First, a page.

For more information on SKF’s expanding lubrication-related lineup, CLICK HERE.

To learn more about other reliability-focused solutions from SKF (Landsdale, PA and Gothenburg, Sweden), including the company’s extensive bearing, condition-monitoring, and mechatronics portfolios and associated service offerings,  CLICK HERE.

 

 

 

27

9:49 pm
June 13, 2016
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On The Floor: Some Panelists See True Benefits of CMMS Systems

By Jane Alexander, Managing Editor

The capabilities of computerized maintenance management software systems (CMMSs)—and how plants use them—are a hot topic across industry. This month, we encouraged our MT Reader Panelists to discuss the state of such systems and level of usage at their sites (or, if consultants or suppliers to industry, at their client/customer sites). We started with three questions:

  • Did the responding panelists’ organizations (or those of their clients/customers) use a CMMS and to what degree?
  • What benefits have the organizations seen from such systems?
  • Had the reasons or cost of these CMMS implementations been justified?
  • We received a number of very detailed answers and present them here (edited somewhat, as always, for brevity and clarity).

Industry Consultant, West…
All of my clients use a CMMS, at this time (SAP PM).  [The degree of deployment] ranges from one group using it for every maintenance activity, to another that uses it less than half of the time, i.e., limiting use to only activities that help metrics generated from work-order reporting. (More time is spent skewing the metrics than would normally be spent on actual maintenance, but the metrics do look awesome!)

According to my clients, one of the most notable benefits is the improved communication between operations and maintenance. Both sides find value in this. The CMMS users don’t usually see the justification of the cost and are vocal about that. But the company [client] bean counters insist there are significant cost benefits.

Maintenance Leader, Discrete Manufacturing, Midwest…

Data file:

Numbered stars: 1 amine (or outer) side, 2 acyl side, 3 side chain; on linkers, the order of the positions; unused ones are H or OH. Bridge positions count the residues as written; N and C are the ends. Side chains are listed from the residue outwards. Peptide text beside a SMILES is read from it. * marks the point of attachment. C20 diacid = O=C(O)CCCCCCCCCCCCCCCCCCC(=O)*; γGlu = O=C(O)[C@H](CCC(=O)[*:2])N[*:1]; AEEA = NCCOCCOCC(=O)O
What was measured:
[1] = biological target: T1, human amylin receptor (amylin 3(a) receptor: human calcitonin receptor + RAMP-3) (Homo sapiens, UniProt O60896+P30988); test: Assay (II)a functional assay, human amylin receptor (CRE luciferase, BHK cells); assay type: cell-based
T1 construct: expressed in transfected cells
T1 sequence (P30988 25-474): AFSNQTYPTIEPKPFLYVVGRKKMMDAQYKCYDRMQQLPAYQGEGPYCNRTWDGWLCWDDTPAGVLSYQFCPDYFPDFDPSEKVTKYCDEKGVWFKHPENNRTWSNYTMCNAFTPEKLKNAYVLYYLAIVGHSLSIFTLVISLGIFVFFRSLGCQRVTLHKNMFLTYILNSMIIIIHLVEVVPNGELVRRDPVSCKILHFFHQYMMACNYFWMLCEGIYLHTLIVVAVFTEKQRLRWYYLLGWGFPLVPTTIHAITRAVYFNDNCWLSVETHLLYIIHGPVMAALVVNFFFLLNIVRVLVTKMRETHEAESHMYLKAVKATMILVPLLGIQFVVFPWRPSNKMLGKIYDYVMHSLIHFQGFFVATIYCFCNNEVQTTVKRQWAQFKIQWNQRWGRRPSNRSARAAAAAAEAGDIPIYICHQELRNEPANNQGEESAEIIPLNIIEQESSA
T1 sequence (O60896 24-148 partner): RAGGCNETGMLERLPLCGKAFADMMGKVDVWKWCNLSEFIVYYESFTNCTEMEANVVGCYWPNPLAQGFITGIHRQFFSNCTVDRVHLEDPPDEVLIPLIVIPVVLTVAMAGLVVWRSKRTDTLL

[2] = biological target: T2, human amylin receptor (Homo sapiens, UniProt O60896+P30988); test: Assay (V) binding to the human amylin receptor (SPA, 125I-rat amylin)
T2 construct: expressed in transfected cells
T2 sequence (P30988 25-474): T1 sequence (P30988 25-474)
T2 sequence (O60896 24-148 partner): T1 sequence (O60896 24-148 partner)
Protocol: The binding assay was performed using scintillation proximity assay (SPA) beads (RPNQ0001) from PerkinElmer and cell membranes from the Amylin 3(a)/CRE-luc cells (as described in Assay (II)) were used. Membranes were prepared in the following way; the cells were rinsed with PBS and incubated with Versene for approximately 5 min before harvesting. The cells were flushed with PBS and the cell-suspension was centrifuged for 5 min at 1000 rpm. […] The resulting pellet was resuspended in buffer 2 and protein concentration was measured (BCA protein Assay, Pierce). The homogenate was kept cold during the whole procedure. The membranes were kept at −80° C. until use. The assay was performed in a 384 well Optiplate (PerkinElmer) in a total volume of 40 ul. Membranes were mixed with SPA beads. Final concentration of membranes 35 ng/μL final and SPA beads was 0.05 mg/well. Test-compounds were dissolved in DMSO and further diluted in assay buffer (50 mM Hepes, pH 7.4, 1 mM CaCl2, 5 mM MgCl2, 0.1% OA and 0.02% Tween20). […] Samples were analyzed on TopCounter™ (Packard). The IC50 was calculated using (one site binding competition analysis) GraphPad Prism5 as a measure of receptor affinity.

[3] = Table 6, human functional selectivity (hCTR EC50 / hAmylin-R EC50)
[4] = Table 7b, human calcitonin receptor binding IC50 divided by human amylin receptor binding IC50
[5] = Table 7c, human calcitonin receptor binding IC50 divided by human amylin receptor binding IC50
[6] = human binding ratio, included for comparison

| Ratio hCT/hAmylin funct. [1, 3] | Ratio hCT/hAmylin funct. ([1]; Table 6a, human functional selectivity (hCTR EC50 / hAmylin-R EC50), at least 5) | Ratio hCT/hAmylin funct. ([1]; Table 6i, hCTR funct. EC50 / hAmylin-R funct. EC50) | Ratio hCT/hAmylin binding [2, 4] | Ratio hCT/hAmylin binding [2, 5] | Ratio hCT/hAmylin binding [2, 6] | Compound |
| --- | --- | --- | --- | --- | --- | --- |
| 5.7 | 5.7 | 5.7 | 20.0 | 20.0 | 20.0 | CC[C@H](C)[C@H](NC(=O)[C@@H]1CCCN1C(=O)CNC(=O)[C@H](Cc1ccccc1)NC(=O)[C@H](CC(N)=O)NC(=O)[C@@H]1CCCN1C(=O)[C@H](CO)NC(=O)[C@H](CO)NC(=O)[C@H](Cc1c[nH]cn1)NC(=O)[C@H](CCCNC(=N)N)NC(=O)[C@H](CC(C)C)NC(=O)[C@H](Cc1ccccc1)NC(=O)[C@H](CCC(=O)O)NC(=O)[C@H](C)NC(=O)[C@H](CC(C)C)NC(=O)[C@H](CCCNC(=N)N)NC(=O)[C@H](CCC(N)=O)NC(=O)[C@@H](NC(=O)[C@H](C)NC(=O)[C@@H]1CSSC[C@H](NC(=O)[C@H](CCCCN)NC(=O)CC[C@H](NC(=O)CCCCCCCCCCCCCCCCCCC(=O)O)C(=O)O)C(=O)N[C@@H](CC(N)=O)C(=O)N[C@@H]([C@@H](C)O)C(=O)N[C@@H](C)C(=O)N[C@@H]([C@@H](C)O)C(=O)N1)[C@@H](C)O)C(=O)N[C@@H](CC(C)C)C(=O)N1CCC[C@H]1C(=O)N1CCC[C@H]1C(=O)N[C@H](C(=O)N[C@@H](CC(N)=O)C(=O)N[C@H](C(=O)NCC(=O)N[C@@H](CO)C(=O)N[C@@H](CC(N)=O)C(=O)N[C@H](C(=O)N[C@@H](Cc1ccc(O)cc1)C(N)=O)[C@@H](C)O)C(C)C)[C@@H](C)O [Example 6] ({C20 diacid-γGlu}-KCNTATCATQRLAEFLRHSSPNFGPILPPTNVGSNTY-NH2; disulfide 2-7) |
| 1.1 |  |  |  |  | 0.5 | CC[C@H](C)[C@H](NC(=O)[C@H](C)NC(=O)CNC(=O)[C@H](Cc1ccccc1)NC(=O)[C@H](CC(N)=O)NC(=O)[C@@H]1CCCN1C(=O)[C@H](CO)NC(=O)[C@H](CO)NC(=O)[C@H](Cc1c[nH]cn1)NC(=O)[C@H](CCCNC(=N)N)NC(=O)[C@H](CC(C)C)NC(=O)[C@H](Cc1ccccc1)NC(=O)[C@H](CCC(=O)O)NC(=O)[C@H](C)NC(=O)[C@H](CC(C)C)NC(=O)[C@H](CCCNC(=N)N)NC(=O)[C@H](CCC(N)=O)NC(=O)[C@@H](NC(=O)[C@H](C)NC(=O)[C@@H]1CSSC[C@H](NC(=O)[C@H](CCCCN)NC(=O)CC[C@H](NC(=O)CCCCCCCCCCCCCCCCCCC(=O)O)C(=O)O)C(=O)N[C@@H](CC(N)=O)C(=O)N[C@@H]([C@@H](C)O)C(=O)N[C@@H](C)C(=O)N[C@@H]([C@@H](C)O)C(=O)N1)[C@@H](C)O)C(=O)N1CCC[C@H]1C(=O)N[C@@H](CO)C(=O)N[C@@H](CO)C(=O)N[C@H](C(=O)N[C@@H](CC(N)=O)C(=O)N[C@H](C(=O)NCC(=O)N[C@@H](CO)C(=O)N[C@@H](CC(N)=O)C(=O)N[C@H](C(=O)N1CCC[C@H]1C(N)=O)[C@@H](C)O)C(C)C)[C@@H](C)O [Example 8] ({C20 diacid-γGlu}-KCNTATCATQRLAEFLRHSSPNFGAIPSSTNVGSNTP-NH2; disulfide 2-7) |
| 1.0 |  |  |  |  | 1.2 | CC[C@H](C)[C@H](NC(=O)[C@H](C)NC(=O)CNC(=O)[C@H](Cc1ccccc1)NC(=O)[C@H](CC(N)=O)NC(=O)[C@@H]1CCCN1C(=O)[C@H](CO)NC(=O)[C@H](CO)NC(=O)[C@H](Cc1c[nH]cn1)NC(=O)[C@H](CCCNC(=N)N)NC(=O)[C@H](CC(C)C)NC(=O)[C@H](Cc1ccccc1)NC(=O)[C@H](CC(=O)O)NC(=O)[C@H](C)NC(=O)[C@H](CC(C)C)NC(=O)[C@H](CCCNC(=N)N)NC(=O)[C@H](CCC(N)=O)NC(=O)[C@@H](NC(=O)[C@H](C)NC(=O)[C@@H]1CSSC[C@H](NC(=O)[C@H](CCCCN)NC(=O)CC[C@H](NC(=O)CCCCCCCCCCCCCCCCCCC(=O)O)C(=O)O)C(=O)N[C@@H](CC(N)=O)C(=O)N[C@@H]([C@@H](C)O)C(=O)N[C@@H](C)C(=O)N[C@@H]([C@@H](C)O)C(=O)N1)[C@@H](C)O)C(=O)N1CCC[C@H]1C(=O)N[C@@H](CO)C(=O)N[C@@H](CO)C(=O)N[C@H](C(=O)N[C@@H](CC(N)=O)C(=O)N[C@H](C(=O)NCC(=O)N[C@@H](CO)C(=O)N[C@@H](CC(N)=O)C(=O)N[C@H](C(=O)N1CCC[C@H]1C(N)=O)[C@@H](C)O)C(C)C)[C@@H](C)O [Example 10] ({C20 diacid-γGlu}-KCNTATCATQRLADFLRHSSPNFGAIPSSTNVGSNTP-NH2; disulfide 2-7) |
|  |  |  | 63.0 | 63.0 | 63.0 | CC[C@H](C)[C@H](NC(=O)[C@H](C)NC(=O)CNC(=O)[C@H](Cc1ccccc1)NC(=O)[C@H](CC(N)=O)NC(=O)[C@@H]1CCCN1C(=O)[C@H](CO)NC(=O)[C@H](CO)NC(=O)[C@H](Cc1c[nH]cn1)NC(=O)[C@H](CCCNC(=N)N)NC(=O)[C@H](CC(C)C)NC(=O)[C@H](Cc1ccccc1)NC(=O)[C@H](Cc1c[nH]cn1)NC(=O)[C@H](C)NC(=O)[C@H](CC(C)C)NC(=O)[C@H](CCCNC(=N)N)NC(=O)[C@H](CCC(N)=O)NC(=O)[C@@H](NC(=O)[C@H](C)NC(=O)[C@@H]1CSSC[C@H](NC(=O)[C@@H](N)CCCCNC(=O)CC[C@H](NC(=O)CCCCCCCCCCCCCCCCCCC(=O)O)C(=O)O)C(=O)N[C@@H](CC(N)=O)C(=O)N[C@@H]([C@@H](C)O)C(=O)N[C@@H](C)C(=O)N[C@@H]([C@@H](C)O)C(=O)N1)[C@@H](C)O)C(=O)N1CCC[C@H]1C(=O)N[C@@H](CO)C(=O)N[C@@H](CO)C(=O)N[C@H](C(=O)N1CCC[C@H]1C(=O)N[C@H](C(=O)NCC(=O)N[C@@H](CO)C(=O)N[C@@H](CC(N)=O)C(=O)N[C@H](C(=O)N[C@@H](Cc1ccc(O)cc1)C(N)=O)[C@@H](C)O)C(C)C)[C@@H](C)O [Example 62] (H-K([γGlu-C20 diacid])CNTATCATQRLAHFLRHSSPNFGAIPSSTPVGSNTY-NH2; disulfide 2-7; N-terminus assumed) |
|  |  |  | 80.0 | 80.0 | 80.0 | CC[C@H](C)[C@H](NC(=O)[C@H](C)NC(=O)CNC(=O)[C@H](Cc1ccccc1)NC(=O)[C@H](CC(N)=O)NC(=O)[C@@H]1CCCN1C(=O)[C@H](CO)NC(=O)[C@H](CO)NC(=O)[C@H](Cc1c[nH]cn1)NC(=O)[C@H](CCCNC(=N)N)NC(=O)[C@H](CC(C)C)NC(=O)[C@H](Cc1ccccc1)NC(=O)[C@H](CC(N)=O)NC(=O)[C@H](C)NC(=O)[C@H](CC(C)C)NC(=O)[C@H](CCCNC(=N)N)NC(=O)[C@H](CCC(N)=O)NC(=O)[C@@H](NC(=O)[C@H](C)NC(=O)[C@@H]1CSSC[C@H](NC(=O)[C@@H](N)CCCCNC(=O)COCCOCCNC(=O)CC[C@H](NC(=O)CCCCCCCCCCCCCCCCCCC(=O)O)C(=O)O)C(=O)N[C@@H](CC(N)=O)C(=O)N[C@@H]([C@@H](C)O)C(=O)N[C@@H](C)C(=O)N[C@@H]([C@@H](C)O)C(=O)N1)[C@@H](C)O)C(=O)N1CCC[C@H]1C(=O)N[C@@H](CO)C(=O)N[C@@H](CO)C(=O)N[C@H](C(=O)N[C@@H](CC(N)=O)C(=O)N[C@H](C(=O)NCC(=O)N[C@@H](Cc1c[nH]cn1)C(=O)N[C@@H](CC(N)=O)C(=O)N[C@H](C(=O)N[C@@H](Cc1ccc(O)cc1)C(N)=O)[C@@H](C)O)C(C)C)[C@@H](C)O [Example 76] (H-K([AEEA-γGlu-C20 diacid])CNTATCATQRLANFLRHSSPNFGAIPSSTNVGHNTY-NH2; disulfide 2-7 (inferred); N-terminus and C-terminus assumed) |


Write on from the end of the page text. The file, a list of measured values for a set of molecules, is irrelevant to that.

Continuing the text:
At our facility, we use a Maximo CMMS as part of our toolbox. When an operator has a problem, the job is put into the system. All PM [preventive maintenance] planning goes into it. The system is fully utilized to generate problem areas. We input as much information as possible.

We are currently building a database that includes what parts are used on which machines. This allows us to see part usage, which we can use for PM work. All of our uptime and downtime reports are taken from this information. This has also allowed us to adjust PM frequency changes.

One of the things I personally did when I worked on the floor was to include as much information as possible. I can’t tell you how many times I helped myself with this information. I put in parts used and even what I did to fix the problem. Like I said, I treated it [the CMMS] as a tool, in my toolbox. A lot of the people on the floor were reluctant to use it. I feel now that they are finally seeing how the system is an asset.

[In the past] my biggest complaint was always “garbage in is garbage out.” [But], we’ve seen a cultural change, and I am ecstatic that the system is finally being used properly.

Retired Industry Consultant, Northeast…
About 30% [of my former clients] used their CMMS properly, but in a limited manner: tracking and assigning work, parts, labor, patterns of failure, and costs. Several attempted to use just parts of the process, i.e. scheduling of maintenance and tracking costs of parts and time, and about 40% tried and dropped the process as being too complex, or not showing the expected returns. (Plants with fewer than four mechanics typically didn’t bother; those with 10 or more dabbled with several types.)

Only one major client identified real benefits per advertised claims, and saved time and money, but it [had] made significant changes to its communication infrastructure, i.e. adding PDAs (personal digital assistant devices] with bar-code readers, bar-coding all machine parts, having assignments downloaded (via wifi) to local machine-control centers, uploading [equipment] life info and wear activity to a central controller, and assigning work to mechanics’ PDAs. The rest of our clients claimed some benefits, but the CMMS system was not used fully, [meaning that it was] not much better than a simple scheduler.

Most users claimed the effort to enter initial data was too intensive. Very few CMMS programs allowed easy transfer of existing data sources, especially paper- or card-based methods. Also, few companies had a real tracking system, being inventory-of-parts-based rather than actual trouble or need based. Getting to a reliability-initiated process also requires a cognitive shift for most maintenance managers, who are still locked into failure mode.

Plant Engineer, Institutional Facilities, Midwest…
Our university has CMMS for about 70% to 80% of our buildings, and any time we remodel one, we try to add it to the system. We use it as much as we can, including for trend logs; tracking alarms; making adjustment; scheduling on/off times and occupied/unoccupied modes; troubleshooting equipment; monitoring labs that have limited access, yet are critical areas; and to save as much energy as possible.

The cost of our CMMS can vary with each project. The university has standards for each type of remodel, be it housing, labs, hospital, or classrooms. Most of the time, we don’t get all options a CMMS system could provide, but we learn to deal with whatever we do get.